Deep topography

Most of my reading over the last few months has been a case of filling in blanks, completing the backlists of favourite authors, or reading the full bibliography of newly-discovered ones (new to me, if not to others). Other than books I’ve been sent to review, I haven’t really read much contemporary stuff for some time. Iain Sinclair’s ‘Ghost Milk’ was one, and he’s not exactly an up-and-coming writer; David Foster Wallace’s incomplete posthumous novel ‘The Pale King’ was another. It’s not that I’m incurious about the literary world or the state of contemporary fiction, just that if you have the chance to read some John Berger or Samuel Beckett, why would you turn that down in favour of a gimmicky bestseller from the latest bright young thing, fresh off campus from his or her Creative Writing MA?

One of the few books on the horizon that I am looking forward to is ‘Scarp’, the debut work from the ‘deep topographer’ Nick Papadimitriou, which is going to be published by Sceptre in the spring of 2012. I haven’t read any extracts from it, I don’t really know what form it’s going to take, and I don’t really know what it’s meant to be about. But Papadimitriou is one of the most fascinating marginal figures in contemporary literature, a lonely explorer of the edgelands around the Middlesex tertiary escarpment, cataloguing in microscopic detail the landscape and its history. There’s a documentary about him, ‘The London Perambulator’, which looks tantalisingly elusive – accessible only at local film festivals, and probably damned to become one of those films for which I scour TV listings and art house cinema schedules, for years,  without any sign. He seems like a genuine eccentric – his website, Middlesex County Council, gives a good flavour of his ideas – and is one of the rare instances of an author who has accrued a significant amount of life experience before putting pen to paper, let alone getting his work published. Papadimitriou is also part of a distinct (though unaffiliated) grouping of writers, artists and poets who are dedicated to place, and the ideas engendered by it. Iain Sinclair says that in an age of globalised imagery, we need people out there on the edges, defining the local and the particular, more than ever.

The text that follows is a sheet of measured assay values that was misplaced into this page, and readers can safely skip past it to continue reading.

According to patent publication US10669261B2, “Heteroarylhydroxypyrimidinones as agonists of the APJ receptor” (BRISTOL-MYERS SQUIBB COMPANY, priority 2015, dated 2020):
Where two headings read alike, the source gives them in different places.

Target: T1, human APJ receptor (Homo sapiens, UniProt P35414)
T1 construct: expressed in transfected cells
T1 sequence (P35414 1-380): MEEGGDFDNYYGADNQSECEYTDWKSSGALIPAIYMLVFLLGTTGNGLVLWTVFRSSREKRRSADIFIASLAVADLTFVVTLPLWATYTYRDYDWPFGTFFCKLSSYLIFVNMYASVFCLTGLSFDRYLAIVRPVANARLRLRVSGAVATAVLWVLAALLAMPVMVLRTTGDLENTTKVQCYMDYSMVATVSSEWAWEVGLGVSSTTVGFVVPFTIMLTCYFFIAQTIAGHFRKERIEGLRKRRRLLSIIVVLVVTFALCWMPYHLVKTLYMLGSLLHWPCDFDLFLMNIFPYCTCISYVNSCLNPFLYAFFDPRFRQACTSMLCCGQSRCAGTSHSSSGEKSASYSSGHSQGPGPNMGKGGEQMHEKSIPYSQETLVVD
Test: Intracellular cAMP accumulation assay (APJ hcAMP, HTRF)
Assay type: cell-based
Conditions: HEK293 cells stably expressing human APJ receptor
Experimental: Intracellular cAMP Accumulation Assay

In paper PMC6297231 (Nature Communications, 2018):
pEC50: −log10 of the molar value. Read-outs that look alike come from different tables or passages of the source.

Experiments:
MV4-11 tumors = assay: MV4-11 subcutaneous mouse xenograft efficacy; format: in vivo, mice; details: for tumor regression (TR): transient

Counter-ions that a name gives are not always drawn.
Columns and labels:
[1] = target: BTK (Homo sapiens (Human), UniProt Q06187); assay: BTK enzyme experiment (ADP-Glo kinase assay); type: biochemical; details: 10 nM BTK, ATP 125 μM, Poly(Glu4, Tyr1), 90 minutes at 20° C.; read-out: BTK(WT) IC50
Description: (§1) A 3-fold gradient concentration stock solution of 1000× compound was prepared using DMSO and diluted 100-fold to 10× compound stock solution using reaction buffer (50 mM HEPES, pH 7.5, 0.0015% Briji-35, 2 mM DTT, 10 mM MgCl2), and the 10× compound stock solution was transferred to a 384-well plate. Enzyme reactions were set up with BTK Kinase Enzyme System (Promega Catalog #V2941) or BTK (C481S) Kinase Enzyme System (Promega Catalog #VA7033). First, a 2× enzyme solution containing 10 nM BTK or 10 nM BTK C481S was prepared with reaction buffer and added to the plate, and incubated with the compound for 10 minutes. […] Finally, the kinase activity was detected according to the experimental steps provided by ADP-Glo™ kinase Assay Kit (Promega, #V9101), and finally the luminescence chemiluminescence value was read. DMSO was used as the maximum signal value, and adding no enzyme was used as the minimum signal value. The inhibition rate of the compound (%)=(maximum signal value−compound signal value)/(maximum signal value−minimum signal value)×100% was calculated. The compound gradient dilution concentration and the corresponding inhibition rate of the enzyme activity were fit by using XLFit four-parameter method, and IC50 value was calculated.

There’s a good interview with Papadimitriou, and admirers like Sinclair and Will Self, here from the BBC’s Newsnight. Whatever form ‘Scarp’ takes when it is published, I think it’s going to be fascinating.

 

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